- Starting the day after surgery, a salt water
rinse (1 teaspoon of salt in one glass of warm water) should be
used after meals and before bedtime.
- Gentle tooth brushing can be resumed the
day after surgery using a soft brush.
- The areas near the incision should be cleaned,
but do so very gently.
- To ensure a quick recovery, you should rest,
eat a nutritious diet and follow your surgeon’s instructions
for the care of the extraction site.
- Eat a light diet including soft foods such
as yogurt, soup, milk products and Jell-O for the first
- Avoid hot food and do not use a straw as
this may lead to bleeding.
- You may slowly resume a normal diet when
you feel you are able to.
- You should not smoke or drink alcohol as
this can increase bleeding and delay your recovery. Smoking can
also reduce the blood supply to the area and bring germs to the
- Get plenty of rest for the first 24 hours.
Avoid any physical activity as it could prolong the bleeding.
Also remember that your nutritional intake has been reduced and
you may feel tired and lightheaded upon exercise.
- Be careful to resume exercise gradually.
- Dissolving stitches are used for most operations.
These normally begin to fall out after three to four days.
- Your chin, lip or tongue may feel numb, but
this generally is a normal and temporary condition.
- Take care not to bite the inside of your
cheek, lip or tongue while you mouth is still frozen.
- You may have a slight fever body temperature
after the procedure. Acetominophen or ibuprofen can be taken to
bring it down. If fever persists, please call the office at 514-931-7077.
- You should move carefully from the lying
to the standing position. Remember that you had not eaten and
limited your fluid intake before the surgery and now you may be
using medications that make you feel dizzy. Standing up suddenly
could make you feel light-headed so wait a minute before changing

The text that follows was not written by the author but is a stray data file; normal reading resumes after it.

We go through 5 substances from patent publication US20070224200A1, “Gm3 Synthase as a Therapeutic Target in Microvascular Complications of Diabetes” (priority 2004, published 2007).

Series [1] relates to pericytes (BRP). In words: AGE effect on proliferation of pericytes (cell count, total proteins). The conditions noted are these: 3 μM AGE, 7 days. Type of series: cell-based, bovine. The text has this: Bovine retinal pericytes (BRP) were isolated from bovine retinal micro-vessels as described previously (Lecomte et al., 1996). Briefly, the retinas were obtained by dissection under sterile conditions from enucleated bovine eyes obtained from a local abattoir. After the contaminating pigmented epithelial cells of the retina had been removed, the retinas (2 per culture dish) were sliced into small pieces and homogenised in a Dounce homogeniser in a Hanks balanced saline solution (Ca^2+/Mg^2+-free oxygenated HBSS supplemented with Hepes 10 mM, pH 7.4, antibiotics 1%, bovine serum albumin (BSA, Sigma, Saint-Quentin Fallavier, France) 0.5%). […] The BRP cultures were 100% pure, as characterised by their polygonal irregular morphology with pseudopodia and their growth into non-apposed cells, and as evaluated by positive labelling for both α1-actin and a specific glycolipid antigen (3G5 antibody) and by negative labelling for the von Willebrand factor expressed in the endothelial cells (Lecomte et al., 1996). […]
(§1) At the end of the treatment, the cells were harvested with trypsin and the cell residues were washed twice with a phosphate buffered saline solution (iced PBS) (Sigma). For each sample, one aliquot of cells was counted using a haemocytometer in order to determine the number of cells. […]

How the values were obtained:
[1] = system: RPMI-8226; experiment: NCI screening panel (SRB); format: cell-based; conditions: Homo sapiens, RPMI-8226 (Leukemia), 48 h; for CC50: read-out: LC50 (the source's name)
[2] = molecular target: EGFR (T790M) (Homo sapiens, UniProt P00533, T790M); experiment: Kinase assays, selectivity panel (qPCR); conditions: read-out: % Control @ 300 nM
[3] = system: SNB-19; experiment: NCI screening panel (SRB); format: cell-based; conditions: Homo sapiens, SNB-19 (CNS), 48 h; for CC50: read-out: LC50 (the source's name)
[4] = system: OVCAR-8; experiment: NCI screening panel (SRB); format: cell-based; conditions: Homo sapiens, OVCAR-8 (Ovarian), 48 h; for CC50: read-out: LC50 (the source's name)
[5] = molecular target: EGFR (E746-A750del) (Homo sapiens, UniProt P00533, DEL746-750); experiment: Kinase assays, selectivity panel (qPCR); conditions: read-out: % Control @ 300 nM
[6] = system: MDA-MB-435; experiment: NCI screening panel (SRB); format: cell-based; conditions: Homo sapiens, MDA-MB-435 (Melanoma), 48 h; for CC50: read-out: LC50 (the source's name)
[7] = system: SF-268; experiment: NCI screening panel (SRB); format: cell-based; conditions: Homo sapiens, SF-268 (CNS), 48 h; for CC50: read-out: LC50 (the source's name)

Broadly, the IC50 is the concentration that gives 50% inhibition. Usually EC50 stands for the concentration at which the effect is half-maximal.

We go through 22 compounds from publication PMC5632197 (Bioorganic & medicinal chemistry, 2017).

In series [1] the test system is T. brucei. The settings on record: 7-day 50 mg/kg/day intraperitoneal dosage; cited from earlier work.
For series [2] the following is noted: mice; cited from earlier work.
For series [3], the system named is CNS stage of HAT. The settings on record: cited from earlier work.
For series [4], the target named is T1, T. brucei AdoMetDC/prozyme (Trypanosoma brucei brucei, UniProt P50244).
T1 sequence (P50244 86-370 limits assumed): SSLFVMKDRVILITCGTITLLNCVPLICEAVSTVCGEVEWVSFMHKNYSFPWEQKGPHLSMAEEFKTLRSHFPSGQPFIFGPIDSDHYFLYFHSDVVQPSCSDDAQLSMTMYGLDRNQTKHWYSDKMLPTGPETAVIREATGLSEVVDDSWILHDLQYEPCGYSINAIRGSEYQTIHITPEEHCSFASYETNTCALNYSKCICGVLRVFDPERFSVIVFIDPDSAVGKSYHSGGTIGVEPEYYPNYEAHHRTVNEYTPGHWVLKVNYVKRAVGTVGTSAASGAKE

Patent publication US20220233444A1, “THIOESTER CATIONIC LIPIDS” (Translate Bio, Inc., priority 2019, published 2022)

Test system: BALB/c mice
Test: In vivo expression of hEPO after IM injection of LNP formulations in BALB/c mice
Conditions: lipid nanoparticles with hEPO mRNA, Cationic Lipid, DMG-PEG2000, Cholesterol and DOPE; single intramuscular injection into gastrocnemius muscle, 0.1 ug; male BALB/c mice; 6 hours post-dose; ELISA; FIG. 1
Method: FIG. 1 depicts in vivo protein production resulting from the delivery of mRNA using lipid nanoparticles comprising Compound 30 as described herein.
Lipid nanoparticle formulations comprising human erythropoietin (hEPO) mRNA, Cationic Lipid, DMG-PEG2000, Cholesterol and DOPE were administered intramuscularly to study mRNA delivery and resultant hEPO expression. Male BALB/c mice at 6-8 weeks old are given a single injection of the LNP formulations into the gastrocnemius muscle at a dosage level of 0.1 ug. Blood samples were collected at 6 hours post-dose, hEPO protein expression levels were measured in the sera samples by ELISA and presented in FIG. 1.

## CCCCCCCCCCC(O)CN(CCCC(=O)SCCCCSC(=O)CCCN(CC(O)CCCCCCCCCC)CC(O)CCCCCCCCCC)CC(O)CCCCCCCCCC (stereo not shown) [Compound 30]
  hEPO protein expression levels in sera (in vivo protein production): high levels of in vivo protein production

- You may feel that your throat is sore and
have pain on swallowing. This is due to muscle swelling in the
area and should disappear within two to three days.
- If the skin around corners of your mouth
gets dry and cracks, moisten these areas with an ointment such
- Your jaw muscles may feel stiff for a few
days, a condition we call “Trismus” and as a result
it may be more difficult to open your mouth. This part of the
normal healing process and will resolve with time.
- Dry socket is a painful condition that sometimes
occurs when the blood clot in the surgical site becomes dislodged
too soon, usually appearing within 2-3 days AFTER the extraction.
This can be easily treated with a special type of socket dressing
or packing to ease the discomfort. Please contact the office [(514)
931-7077] if this occurs.
Most people experience no problems after a wisdom tooth extraction,
but contact your surgeon or the hospital immediately if you:
- Experience bleeding that is difficult to
- Have severe pain that is not controlled by
- Have fever or chills.
- Experience new swelling of your cheeks,
jaw or face after the original swelling has begun to decrease.
- Develop itching, a rash or other symptoms
suggesting you are having an allergic reaction to your medication.
- Experience continuous nausea or vomiting.
- Our office coordinator will set up an appointment
for you within 10 to 14 days after your surgery so that your surgeon
can check on how you are healing.
- If you have any questions or problems, call
our office (514) 931-7707 and we will be pleased to help you.
- In emergency situations, you may reach Dr.
Chehade, Dr. Shenouda or one of the members of their team directly by calling
the office number (514) 931-7707 and following the instructions
provided by the answering service.